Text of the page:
Now, you can operate it just with your phone, or you can use the controller that comes with it. The controller is also beautifully crafted. It charges by USB-C, and you can get probably close to five flights on a single controller charge, so that should last you a while. It depends on the conditions, how hard it has to push a signal and things like that, but it outlasts the battery a few times over for sure.
The battery life of the drone is pretty decent. It says it lasts up to 26 minutes, which for drone batteries you should always take with a grain of salt; that’s because that depends on the weather the conditions, how hard the drone has to fight the weather, and how fast you fly it, so it’s almost never 26 minutes, unless it’s just hovering in the air. Still, it is very competitive with everyone else’s drone batteries.
It’s kind of funny because you can turn off the geofencing, which lets you go past the legal limit of 400 feet, but even past that, when you turn that off, it still doesn’t let you get past 500 feet – and that’s 500 feet from wherever it took off. I did the tests on a hill that’s 1,100 feet tall so that I could fly it at 1,500 feet or 1,600 feet, and that’s fine by me.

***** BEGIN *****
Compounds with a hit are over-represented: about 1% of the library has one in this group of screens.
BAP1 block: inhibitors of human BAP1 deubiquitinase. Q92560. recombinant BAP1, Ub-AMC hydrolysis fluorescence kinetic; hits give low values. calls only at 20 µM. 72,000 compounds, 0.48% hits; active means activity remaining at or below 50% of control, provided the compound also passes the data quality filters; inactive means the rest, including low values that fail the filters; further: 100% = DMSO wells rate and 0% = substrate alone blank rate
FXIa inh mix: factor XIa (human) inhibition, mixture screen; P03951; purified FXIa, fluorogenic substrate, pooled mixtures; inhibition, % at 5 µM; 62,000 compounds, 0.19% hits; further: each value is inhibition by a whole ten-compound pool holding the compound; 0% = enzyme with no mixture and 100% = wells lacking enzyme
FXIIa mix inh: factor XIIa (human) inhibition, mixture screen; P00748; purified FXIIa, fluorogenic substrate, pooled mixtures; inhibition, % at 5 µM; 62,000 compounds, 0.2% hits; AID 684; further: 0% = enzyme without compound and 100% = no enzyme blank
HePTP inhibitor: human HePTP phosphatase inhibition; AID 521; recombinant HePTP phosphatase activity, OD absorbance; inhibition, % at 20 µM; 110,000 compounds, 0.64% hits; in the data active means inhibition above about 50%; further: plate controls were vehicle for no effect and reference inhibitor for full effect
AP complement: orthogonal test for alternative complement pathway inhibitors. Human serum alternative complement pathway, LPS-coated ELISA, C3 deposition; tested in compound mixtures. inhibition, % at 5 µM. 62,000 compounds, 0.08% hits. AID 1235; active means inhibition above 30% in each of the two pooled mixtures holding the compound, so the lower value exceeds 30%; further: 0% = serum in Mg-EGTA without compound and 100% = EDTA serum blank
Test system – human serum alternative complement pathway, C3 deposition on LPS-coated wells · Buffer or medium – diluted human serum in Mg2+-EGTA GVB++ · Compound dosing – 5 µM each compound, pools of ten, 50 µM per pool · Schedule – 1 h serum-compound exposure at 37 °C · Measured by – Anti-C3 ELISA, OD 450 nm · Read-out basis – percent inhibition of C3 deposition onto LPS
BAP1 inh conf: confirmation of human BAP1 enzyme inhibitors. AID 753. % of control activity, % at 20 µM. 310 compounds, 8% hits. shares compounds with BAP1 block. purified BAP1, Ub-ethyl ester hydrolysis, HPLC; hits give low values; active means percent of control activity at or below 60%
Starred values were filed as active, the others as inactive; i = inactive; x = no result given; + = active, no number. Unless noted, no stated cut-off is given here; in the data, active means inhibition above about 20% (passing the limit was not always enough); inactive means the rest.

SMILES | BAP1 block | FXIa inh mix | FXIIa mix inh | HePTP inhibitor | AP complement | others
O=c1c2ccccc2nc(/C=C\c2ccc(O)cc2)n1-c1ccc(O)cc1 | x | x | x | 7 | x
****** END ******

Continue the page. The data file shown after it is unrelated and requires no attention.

The max distance I’ve been able to get it to go is about a mile, a mile and a half or so at it’s best. That’s in the best conditions, by the way, which are hard to find. If you’re on a mountain that doesn’t have any radio signals and you have clear open fields ahead of you, you can send it far away. Most of the times I got it to about half a mile, but that shouldn’t concern you too much, because legally, you’re not allowed to fly it past where you can see it. And since it’s a small drone, it’s hard to see it at way shorter distances. For legal reasons, it’s as far as you should take it, but it doesn’t have the furthest distance in the world when it comes to drones of this size. Still, it would definitely take you far enough. It surely beats the Spark, which is the same price.